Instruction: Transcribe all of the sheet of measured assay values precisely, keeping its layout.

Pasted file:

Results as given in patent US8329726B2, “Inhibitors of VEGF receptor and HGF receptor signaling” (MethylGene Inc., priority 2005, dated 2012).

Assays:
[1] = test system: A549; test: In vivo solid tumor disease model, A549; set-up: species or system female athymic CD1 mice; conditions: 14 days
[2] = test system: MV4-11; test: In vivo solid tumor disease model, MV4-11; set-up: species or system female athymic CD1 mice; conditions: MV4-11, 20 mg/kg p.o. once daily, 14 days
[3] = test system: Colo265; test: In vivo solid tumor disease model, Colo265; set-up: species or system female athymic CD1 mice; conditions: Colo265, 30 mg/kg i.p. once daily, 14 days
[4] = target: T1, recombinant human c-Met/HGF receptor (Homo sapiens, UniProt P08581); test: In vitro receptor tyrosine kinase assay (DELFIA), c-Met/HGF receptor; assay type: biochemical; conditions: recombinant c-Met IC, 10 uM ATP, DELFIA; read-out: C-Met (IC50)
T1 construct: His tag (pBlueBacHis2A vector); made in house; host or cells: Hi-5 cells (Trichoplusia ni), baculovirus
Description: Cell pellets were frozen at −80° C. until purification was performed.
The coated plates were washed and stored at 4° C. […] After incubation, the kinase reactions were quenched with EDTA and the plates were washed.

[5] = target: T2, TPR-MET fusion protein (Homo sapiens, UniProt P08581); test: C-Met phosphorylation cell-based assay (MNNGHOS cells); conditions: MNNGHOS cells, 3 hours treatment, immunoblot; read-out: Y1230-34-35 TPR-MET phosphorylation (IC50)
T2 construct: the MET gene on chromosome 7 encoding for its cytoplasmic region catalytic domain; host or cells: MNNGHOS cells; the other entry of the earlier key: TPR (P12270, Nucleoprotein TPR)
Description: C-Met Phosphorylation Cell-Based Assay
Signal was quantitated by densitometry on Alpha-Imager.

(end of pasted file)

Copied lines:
Results as given in patent US8329726B2, “Inhibitors of VEGF receptor and HGF receptor signaling” (MethylGene Inc., priority 2005, dated 2012).

Assays:
[1] = test system: A549; test: In vivo solid tumor disease model, A549; set-up: species or system female athymic CD1 mice; conditions: 14 days
[2] = test system: MV4-11; test: In vivo solid tumor disease model, MV4-11; set-up: species or system female athymic CD1 mice; conditions: MV4-11, 20 mg/kg p.o. once daily, 14 days
[3] = test system: Colo265; test: In vivo solid tumor disease model, Colo265; set-up: species or system female athymic CD1 mice; conditions: Colo265, 30 mg/kg i.p. once daily, 14 days
[4] = target: T1, recombinant human c-Met/HGF receptor (Homo sapiens, UniProt P08581); test: In vitro receptor tyrosine kinase assay (DELFIA), c-Met/HGF receptor; assay type: biochemical; conditions: recombinant c-Met IC, 10 uM ATP, DELFIA; read-out: C-Met (IC50)
T1 construct: His tag (pBlueBacHis2A vector); made in house; host or cells: Hi-5 cells (Trichoplusia ni), baculovirus
Description: Cell pellets were frozen at −80° C. until purification was performed.
The coated plates were washed and stored at 4° C. […] After incubation, the kinase reactions were quenched with EDTA and the plates were washed.

[5] = target: T2, TPR-MET fusion protein (Homo sapiens, UniProt P08581); test: C-Met phosphorylation cell-based assay (MNNGHOS cells); conditions: MNNGHOS cells, 3 hours treatment, immunoblot; read-out: Y1230-34-35 TPR-MET phosphorylation (IC50)
T2 construct: the MET gene on chromosome 7 encoding for its cytoplasmic region catalytic domain; host or cells: MNNGHOS cells; the other entry of the earlier key: TPR (P12270, Nucleoprotein TPR)
Description: C-Met Phosphorylation Cell-Based Assay
Signal was quantitated by densitometry on Alpha-Imager.